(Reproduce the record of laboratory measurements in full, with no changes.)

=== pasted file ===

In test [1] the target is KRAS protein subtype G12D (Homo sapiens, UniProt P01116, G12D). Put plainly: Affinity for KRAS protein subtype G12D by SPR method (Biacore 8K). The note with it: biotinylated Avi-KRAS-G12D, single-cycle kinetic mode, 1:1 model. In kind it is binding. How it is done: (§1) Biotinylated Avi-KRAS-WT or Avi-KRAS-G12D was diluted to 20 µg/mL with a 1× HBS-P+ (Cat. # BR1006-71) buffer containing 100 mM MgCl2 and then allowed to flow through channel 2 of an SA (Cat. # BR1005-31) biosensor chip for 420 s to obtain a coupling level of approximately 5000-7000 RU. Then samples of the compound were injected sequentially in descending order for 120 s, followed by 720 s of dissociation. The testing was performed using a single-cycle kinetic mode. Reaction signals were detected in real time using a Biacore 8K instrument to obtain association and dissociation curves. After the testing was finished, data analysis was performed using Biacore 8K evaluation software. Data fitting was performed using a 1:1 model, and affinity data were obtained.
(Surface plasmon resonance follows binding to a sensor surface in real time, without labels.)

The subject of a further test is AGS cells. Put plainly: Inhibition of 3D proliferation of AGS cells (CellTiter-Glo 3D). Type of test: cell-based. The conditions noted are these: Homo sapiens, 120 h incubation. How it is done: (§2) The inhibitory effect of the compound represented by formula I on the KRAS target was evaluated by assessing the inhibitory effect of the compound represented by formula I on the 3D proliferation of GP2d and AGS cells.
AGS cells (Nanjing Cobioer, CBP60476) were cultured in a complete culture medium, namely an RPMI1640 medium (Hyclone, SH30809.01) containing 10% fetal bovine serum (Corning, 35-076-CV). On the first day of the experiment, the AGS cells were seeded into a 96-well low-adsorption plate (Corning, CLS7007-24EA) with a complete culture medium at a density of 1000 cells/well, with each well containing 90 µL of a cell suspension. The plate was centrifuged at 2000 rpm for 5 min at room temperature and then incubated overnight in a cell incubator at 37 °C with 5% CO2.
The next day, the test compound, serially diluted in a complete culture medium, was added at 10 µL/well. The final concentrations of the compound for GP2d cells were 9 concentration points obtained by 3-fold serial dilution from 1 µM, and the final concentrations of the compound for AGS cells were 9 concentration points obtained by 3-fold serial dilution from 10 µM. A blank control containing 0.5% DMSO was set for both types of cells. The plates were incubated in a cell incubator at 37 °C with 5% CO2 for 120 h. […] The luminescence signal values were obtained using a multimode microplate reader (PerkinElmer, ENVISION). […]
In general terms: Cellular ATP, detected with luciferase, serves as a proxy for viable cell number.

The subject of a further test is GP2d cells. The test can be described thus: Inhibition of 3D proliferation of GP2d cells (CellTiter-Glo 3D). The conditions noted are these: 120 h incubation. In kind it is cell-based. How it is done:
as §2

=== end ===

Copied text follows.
In test [1] the target is KRAS protein subtype G12D (Homo sapiens, UniProt P01116, G12D). Put plainly: Affinity for KRAS protein subtype G12D by SPR method (Biacore 8K). The note with it: biotinylated Avi-KRAS-G12D, single-cycle kinetic mode, 1:1 model. In kind it is binding. How it is done: (§1) Biotinylated Avi-KRAS-WT or Avi-KRAS-G12D was diluted to 20 µg/mL with a 1× HBS-P+ (Cat. # BR1006-71) buffer containing 100 mM MgCl2 and then allowed to flow through channel 2 of an SA (Cat. # BR1005-31) biosensor chip for 420 s to obtain a coupling level of approximately 5000-7000 RU. Then samples of the compound were injected sequentially in descending order for 120 s, followed by 720 s of dissociation. The testing was performed using a single-cycle kinetic mode. Reaction signals were detected in real time using a Biacore 8K instrument to obtain association and dissociation curves. After the testing was finished, data analysis was performed using Biacore 8K evaluation software. Data fitting was performed using a 1:1 model, and affinity data were obtained.
(Surface plasmon resonance follows binding to a sensor surface in real time, without labels.)

The subject of a further test is AGS cells. Put plainly: Inhibition of 3D proliferation of AGS cells (CellTiter-Glo 3D). Type of test: cell-based. The conditions noted are these: Homo sapiens, 120 h incubation. How it is done: (§2) The inhibitory effect of the compound represented by formula I on the KRAS target was evaluated by assessing the inhibitory effect of the compound represented by formula I on the 3D proliferation of GP2d and AGS cells.
AGS cells (Nanjing Cobioer, CBP60476) were cultured in a complete culture medium, namely an RPMI1640 medium (Hyclone, SH30809.01) containing 10% fetal bovine serum (Corning, 35-076-CV). On the first day of the experiment, the AGS cells were seeded into a 96-well low-adsorption plate (Corning, CLS7007-24EA) with a complete culture medium at a density of 1000 cells/well, with each well containing 90 µL of a cell suspension. The plate was centrifuged at 2000 rpm for 5 min at room temperature and then incubated overnight in a cell incubator at 37 °C with 5% CO2.
The next day, the test compound, serially diluted in a complete culture medium, was added at 10 µL/well. The final concentrations of the compound for GP2d cells were 9 concentration points obtained by 3-fold serial dilution from 1 µM, and the final concentrations of the compound for AGS cells were 9 concentration points obtained by 3-fold serial dilution from 10 µM. A blank control containing 0.5% DMSO was set for both types of cells. The plates were incubated in a cell incubator at 37 °C with 5% CO2 for 120 h. […] The luminescence signal values were obtained using a multimode microplate reader (PerkinElmer, ENVISION). […]
In general terms: Cellular ATP, detected with luciferase, serves as a proxy for viable cell number.

The subject of a further test is GP2d cells. The test can be described thus: Inhibition of 3D proliferation of GP2d cells (CellTiter-Glo 3D). The conditions noted are these: 120 h incubation. In kind it is cell-based. How it is done:
as §2